Mid-Atlantic (DC DE MD PA VA WV)

June 2, 2009

"The End of Local News? If Communities Lose Newspapers, Who Will Fill the Void?"

SEJers in Maryland or the DC area might be interested in this free University of Maryland J-school symposium.

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Hurricane Reporting, By the Numbers

​Smart coverage of the ongoing hurricane season means reporting not just people stories, but numbers stories too. This week’s TipSheet explains and offers half a dozen metrics, including pressure, width, surge and rainfall, to better track these extreme storms. Plus, should there be a “Category 6?”

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Coming to a Coastal Area Near You — Drowning Real Estate

​It’s a blockbuster — literally. Homes by the tens of thousands are at risk of being lost to coastal flooding in coming years, communities broken up thanks to climate change. This week’s TipSheet tells you how to find the data to tell the story and provides examples of model reporting.

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EPA Inaction Leaves Smog an Endless Summer Story

It’s summer smog season, with all its unpleasant environmental and health impacts. But if you’re reporting on this perpetual problem, you may not be able to rely on the EPA to help you figure out where it is worst. This week’s TipSheet explains, then helps get you started on your own smog coverage.

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Will Climate Change Sink Your Favorite Park?

The Trump administration unsuccessfully tried to hold back a flood of information on how sea level rise may inundate the nation’s park system. But now a new report yields wave after wave of stories, depending on your coverage area. TipSheet explains how to make smart use of the just-released document.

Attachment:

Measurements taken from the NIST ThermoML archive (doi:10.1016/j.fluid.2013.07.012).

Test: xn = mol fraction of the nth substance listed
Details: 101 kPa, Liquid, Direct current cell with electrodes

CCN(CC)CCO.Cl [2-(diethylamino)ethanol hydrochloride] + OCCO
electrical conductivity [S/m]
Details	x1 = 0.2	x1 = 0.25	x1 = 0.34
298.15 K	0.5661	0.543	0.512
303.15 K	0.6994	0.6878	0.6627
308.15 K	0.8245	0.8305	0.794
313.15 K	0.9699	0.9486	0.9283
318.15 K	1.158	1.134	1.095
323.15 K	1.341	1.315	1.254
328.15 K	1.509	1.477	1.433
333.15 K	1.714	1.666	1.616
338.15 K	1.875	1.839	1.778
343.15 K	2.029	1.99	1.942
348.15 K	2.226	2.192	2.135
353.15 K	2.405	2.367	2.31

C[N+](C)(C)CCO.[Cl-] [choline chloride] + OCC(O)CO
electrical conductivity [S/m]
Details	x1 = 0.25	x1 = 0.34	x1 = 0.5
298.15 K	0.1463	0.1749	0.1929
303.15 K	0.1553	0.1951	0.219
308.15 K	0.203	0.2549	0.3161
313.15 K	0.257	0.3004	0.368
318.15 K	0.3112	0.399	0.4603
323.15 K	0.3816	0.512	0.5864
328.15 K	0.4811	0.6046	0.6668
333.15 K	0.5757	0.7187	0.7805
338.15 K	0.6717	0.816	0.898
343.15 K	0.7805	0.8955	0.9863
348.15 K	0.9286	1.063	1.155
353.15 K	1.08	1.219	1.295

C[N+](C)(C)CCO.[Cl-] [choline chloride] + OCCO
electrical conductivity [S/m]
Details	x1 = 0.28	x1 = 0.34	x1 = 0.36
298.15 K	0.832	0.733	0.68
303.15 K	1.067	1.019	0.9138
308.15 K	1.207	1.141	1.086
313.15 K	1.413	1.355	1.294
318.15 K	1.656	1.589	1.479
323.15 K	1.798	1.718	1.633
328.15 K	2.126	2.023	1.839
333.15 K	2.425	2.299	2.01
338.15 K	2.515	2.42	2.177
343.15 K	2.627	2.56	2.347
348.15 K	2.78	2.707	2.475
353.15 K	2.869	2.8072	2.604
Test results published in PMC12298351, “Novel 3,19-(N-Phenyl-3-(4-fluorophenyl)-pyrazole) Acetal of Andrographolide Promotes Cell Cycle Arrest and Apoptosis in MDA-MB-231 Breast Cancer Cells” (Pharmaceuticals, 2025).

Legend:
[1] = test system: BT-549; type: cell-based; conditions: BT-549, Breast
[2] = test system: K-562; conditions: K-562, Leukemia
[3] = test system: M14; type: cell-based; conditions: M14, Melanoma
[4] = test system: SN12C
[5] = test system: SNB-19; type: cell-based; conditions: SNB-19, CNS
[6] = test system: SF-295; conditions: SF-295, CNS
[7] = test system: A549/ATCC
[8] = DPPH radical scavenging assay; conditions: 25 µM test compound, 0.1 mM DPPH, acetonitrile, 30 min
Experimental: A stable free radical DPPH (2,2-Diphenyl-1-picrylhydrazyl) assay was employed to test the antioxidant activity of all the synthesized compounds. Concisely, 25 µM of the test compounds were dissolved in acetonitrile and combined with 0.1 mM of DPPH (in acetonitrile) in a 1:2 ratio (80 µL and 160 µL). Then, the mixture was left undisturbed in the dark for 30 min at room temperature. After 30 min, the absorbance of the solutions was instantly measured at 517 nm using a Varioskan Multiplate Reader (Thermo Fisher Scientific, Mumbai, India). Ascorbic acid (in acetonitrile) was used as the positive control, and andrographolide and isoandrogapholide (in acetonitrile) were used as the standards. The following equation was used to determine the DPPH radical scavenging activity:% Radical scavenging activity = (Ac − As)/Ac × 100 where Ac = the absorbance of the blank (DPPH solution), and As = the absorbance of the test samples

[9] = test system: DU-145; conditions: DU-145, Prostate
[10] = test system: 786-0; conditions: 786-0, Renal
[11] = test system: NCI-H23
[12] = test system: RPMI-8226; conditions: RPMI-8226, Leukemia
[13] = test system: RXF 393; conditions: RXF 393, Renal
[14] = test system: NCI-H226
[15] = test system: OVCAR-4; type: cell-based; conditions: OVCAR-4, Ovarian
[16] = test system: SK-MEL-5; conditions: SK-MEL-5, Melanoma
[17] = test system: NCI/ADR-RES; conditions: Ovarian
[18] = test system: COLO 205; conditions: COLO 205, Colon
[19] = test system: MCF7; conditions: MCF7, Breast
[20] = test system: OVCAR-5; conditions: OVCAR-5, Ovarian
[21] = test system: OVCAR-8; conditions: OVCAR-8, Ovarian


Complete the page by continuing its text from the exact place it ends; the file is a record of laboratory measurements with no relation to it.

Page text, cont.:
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Often Misunderstood Estuaries Underpin Environment’s Health

The estuaries that proliferate across the United States can be hard to define — and protect. But their role in a healthy environment makes them a crucial focus of good reporting. The latest Issue Backgrounder explores their importance, the many challenges they face, and how to track the agencies and programs meant to protect them.

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When Disaster Strikes, Building Codes May Make Things Worse

They may not be the sexiest topics on the environmental agenda. But building codes and zoning can become a matter of life and death when natural disasters strike. This week’s TipSheet runs down the reporting challenge when floods, earthquakes and wildfires threaten your coverage area.

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"Anacostia Rising: What’s Next For Washington’s 'Forgotten’ River"

"Our nation’s founders decided to build their new capital city on a square of land at the confluence of two rivers — the Potomac and the Anacostia. In the years since, the Potomac has been acclaimed as “the Nation’s River.” The Anacostia, however, has been known by less illustrious nicknames: “the forgotten river,” or simply “one of the most polluted rivers in the United States.”"

Source: WAMU, 03/26/2018

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